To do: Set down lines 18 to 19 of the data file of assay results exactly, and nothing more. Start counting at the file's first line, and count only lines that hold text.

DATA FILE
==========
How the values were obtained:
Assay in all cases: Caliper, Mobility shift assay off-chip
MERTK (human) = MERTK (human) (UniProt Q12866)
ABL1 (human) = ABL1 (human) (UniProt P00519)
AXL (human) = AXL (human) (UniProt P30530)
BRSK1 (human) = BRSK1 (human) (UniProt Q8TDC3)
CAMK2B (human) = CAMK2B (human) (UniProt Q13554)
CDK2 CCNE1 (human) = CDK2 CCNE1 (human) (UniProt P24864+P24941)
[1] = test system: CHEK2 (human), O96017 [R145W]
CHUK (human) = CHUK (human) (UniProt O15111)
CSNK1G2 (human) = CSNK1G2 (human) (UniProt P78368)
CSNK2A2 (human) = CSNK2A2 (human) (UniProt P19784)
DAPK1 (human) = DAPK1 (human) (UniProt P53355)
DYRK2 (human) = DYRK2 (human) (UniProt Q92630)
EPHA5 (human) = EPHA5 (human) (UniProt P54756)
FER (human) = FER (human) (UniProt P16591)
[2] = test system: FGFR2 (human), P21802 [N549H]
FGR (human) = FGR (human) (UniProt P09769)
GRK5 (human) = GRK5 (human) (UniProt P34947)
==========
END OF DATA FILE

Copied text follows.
FGR (human) = FGR (human) (UniProt P09769)
GRK5 (human) = GRK5 (human) (UniProt P34947)